Emerson’s Vision of the American Scholar

Editor’s Note: This is an abridged version of Ralph Waldo Emerson’s The American Scholar, a lecture he gave to Harvard’s Phi Beta Kappa Society in 1837. This is the third of a Martin Center “History of Higher Ed” series where the Center will republish overlooked writings that shaped American higher education. In the light of … Continue reading “Emerson’s Vision of the American Scholar”


A Path Forward for Reforming College Sports

As we move into 2020, it is important to assess where we are with the uniquely American phenomenon of elite, commercialized college sports.   Often, what is claimed about college sports is not what’s actually happening. The industry and its largest governing body, the National Collegiate Athletic Association (NCAA), claim to promote an academic-first culture … Continue reading “A Path Forward for Reforming College Sports”


Russell Kirk on Higher Education

Russell Kirk isn’t known as a policy wonk. The Great Books, not the mathematical or statistical models of economic technicians, were his organon of choice. He devoted essays to broad, perennial themes like “the moral imagination,” “liberal learning,” and “the permanent things.” Read his numerous columns about higher education, however, and you might come away … Continue reading “Russell Kirk on Higher Education”


Sky-High Athletics: UNC Spends $125,000 on Private Planes for Recruiting

To reach far-flung towns, private planes can be indispensable. The University of North Carolina system, for instance, has an air fleet to shuttle doctors around the state. UNC Air Operations expands the reach of high-quality health care to remote parts of the state and allows doctors to train medical students while still practicing medicine. The … Continue reading “Sky-High Athletics: UNC Spends $125,000 on Private Planes for Recruiting”


Our Hopes for Higher Ed Reform in 2020

As priorities shift in the minds of higher education leaders and students, it’s important to take stock of recent changes on the local and national levels. At the Martin Center, we have our eyes on some reforms at the top of our list for 2020: Jenna A. Robinson, President More Colleges Experimenting with Income Share … Continue reading “Our Hopes for Higher Ed Reform in 2020”


Books We’d Like to See Under the Christmas Tree in 2019

One of my favorite projects at the Martin Center is the cultivation of our small-but-growing higher education library. So far, we’ve collected more than 600 books about higher education and the ideas that inform our understanding of education—as an institution, a lifelong project, and a higher calling. I enjoy perusing the latest offers from academic … Continue reading “Books We’d Like to See Under the Christmas Tree in 2019”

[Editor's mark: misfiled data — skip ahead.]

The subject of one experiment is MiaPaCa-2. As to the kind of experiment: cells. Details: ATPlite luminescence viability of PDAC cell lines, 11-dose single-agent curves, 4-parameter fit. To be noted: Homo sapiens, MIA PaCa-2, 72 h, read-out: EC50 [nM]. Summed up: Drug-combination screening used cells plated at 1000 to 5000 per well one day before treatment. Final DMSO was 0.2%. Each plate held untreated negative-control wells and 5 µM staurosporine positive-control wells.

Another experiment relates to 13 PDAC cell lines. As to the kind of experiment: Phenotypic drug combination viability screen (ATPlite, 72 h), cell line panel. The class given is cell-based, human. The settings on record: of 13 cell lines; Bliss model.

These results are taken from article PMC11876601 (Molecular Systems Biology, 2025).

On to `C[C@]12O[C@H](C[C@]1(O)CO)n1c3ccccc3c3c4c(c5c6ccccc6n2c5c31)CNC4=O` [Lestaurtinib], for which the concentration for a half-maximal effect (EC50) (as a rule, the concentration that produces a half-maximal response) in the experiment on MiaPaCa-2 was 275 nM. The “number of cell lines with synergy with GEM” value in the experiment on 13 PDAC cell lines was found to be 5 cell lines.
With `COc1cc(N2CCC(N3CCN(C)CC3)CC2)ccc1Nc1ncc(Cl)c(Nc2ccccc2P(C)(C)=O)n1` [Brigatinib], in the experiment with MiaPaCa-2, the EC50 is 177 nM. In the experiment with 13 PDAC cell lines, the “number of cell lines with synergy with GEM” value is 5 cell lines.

How Medical Schools Are Polarizing Tomorrow’s Doctors

To be a successful doctor, it is no longer enough to make an accurate diagnosis and recommend an effective treatment. Today’s medical schools want their students to be well-versed in politics—and not just any politics, but issues embraced by the left. Left-leaning issues are weaving their way into the curriculum and woe to those who … Continue reading “How Medical Schools Are Polarizing Tomorrow’s Doctors”


The Continual Creep of Social Justice into Higher Education

Editor’s note: This article is adapted from a December 6 speech at an event hosted by the National Association of Scholars and the Martin Center on social justice and identity in American higher education. Social justice activists say they want to bring about a golden age. The road to the golden city always requires more … Continue reading “The Continual Creep of Social Justice into Higher Education”


New Research Shows Federal Student Aid Is Worse than We Thought

For years I have railed against the dysfunctional federal student loan program. The availability of cheap federal student loans has enabled universities to increase tuition fees aggressively, helping fund an unproductive academic arms race that, among other things, has led to sizable administrative bloat on most campuses. The proportion of recent college graduates from the … Continue reading “New Research Shows Federal Student Aid Is Worse than We Thought”


Battling the Red Guards of Red Pedagogy

As education goes, so goes nearly everything else: politics, culture, and social cohesion. And those who form the minds of teachers—who, in turn, instruct young minds—arguably wield even greater influence. It is unsurprising, then, that schools of education, where teachers receive their training, are at the epicenter of ongoing ideological battles. As the Martin Center’s … Continue reading “Battling the Red Guards of Red Pedagogy”